Not Out of the Woods: December Jobs Report is Disappointing News for Legal Employment

Most months, I do a short blog post on last month’s Bureau of Labor Statistics legal jobs report.  I also usually say that these are not terribly important numbers for prospective and current law school students, since they reflect the recent past and not the future, are subject to upward or downward revision the next month (which sometimes reverses the original report) and are subject to odd monthly fluctuations.  Nevertheless, they’re information that those on the path to as legal career should note regularly, so I do.

BLS reported a net loss of 1,000 legal jobs in December.  On the heels of much better news that greeted readers in December and January, that’s too bad.  Even though December’s loss was comparatively large, I don’t think it should adversely color the better concurrent news too much.  However, what the report reminds us is that legal employment woods are deep and dark compared to what they were a few years ago, and that there are still a lot of obstacles—some predictable, others less so—to overcome.

For those thinking about law school, the report is an important reminder to do a lot of advance thinking and spreadsheet calculations to help you determine if law school is a good option for you.  Irrespective of the state of the legal economy, law school is always an expensive risk—the difference the economy makes is to shrink or magnify the size and depth of the risk band.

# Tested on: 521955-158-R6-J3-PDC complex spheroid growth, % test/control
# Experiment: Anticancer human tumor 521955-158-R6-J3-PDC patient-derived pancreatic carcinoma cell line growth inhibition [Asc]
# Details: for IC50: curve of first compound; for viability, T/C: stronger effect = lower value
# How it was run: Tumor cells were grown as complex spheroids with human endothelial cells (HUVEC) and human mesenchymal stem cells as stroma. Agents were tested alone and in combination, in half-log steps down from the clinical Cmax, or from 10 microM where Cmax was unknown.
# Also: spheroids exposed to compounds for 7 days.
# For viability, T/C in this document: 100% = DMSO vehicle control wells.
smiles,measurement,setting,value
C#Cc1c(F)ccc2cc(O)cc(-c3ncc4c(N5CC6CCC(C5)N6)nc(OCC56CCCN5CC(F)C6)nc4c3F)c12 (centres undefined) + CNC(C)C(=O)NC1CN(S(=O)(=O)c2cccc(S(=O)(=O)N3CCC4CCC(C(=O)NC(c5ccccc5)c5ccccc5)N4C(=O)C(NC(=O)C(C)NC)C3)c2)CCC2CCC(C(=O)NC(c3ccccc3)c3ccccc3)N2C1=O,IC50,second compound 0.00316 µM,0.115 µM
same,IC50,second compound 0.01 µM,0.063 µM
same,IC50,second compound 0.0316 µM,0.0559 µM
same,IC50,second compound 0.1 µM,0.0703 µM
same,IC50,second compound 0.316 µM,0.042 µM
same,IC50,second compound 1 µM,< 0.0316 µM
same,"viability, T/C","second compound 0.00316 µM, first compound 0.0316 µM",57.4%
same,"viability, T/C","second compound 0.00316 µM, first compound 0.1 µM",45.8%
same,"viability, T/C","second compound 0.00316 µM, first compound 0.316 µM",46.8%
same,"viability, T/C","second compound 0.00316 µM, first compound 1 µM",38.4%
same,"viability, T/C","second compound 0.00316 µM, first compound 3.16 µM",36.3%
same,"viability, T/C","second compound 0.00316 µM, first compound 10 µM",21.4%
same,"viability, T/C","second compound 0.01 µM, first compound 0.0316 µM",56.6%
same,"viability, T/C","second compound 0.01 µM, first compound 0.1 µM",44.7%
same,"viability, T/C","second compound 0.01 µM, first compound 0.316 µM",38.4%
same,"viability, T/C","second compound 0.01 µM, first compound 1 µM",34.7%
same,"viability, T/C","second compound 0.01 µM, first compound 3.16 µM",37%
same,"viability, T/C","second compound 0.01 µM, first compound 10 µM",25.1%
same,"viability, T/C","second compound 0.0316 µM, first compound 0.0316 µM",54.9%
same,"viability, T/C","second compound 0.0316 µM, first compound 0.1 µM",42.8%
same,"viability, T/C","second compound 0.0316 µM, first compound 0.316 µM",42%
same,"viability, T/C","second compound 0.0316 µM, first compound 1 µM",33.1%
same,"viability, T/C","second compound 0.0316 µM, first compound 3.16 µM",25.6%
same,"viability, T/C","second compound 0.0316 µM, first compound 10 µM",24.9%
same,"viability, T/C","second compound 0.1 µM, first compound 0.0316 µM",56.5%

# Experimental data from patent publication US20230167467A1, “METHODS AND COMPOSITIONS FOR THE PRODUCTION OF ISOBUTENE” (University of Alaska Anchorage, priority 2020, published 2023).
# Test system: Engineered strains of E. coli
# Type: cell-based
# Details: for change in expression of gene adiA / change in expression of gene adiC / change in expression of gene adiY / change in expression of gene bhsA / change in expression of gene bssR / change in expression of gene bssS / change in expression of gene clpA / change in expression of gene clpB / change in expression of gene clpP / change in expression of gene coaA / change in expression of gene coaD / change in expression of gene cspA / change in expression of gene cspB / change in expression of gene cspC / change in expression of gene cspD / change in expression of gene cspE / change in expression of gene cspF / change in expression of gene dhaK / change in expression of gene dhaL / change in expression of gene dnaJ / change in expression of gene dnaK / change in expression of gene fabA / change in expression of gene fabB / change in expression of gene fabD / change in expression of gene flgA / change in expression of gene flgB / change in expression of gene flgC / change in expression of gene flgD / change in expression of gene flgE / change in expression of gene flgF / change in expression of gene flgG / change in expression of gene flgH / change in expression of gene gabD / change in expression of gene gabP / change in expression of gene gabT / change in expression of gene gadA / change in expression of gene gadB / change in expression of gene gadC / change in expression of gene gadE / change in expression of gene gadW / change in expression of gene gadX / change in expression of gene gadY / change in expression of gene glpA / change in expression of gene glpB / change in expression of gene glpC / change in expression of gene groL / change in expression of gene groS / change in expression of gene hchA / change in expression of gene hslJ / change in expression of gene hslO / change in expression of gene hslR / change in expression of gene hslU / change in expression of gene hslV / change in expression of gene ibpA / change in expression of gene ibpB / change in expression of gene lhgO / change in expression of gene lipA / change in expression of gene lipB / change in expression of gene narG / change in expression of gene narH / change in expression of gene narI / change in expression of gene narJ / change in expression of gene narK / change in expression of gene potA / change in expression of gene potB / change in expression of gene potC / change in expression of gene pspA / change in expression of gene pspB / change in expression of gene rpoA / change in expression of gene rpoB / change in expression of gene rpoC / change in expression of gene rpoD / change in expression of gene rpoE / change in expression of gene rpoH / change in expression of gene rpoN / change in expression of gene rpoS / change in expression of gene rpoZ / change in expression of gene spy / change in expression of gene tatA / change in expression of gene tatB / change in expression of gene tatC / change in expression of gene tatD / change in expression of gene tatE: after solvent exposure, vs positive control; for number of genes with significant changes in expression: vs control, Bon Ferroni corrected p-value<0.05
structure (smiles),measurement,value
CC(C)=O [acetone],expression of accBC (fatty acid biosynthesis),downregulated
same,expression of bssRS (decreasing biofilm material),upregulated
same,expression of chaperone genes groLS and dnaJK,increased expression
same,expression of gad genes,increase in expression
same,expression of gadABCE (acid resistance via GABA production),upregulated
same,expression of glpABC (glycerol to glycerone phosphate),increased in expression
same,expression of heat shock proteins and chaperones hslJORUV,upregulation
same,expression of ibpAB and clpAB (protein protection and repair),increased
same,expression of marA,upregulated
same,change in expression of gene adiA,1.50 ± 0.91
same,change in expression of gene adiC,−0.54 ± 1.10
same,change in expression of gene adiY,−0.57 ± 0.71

For those in law school or deciding between various law school admission and financial aid offers, it’s a similar reminder—from the day you’re accepted into law school until you graduate, you should diligently focus attention on positioning yourself for your best post-graduate career opportunities.  You can’t wait until searches for summer associate or full-time employment are upon you but should be positioning yourself from the moment you’re admitted.  That wasn’t always the case, at least for students of a few top law schools; when I went to law school, such graduates really didn’t need to do much in the way of positioning while in law school.  Opportunities seemed (and often were) plentiful; you could afford to procrastinate, even if you kind of knew you shouldn’t.  My colleagues and I were very lucky and we knew it.  It will be a long time before that kind of luck returns, and what luck has taken away, law students need to make up for in diligence and strategic thinking.

~ by Kyle Pasewark at Advise-in Solutions on January 15, 2011.

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